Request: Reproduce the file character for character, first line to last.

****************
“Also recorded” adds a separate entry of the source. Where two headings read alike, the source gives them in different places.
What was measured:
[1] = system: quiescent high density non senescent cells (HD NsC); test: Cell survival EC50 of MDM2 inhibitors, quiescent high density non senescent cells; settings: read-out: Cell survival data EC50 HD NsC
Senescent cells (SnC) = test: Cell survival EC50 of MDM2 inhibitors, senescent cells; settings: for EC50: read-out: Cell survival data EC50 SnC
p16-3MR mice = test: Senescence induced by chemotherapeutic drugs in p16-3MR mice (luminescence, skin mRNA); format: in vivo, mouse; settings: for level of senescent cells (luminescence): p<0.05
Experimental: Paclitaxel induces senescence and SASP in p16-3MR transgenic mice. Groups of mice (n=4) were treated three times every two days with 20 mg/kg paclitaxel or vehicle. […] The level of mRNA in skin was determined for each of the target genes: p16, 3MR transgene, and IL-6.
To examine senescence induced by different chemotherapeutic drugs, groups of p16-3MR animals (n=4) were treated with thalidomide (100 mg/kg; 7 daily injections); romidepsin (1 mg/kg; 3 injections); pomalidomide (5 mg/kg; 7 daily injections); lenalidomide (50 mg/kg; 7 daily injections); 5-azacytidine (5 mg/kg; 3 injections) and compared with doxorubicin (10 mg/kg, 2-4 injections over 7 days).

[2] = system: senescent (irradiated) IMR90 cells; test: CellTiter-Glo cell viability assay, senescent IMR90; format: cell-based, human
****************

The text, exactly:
“Also recorded” adds a separate entry of the source. Where two headings read alike, the source gives them in different places.
What was measured:
[1] = system: quiescent high density non senescent cells (HD NsC); test: Cell survival EC50 of MDM2 inhibitors, quiescent high density non senescent cells; settings: read-out: Cell survival data EC50 HD NsC
Senescent cells (SnC) = test: Cell survival EC50 of MDM2 inhibitors, senescent cells; settings: for EC50: read-out: Cell survival data EC50 SnC
p16-3MR mice = test: Senescence induced by chemotherapeutic drugs in p16-3MR mice (luminescence, skin mRNA); format: in vivo, mouse; settings: for level of senescent cells (luminescence): p<0.05
Experimental: Paclitaxel induces senescence and SASP in p16-3MR transgenic mice. Groups of mice (n=4) were treated three times every two days with 20 mg/kg paclitaxel or vehicle. […] The level of mRNA in skin was determined for each of the target genes: p16, 3MR transgene, and IL-6.
To examine senescence induced by different chemotherapeutic drugs, groups of p16-3MR animals (n=4) were treated with thalidomide (100 mg/kg; 7 daily injections); romidepsin (1 mg/kg; 3 injections); pomalidomide (5 mg/kg; 7 daily injections); lenalidomide (50 mg/kg; 7 daily injections); 5-azacytidine (5 mg/kg; 3 injections) and compared with doxorubicin (10 mg/kg, 2-4 injections over 7 days).

[2] = system: senescent (irradiated) IMR90 cells; test: CellTiter-Glo cell viability assay, senescent IMR90; format: cell-based, human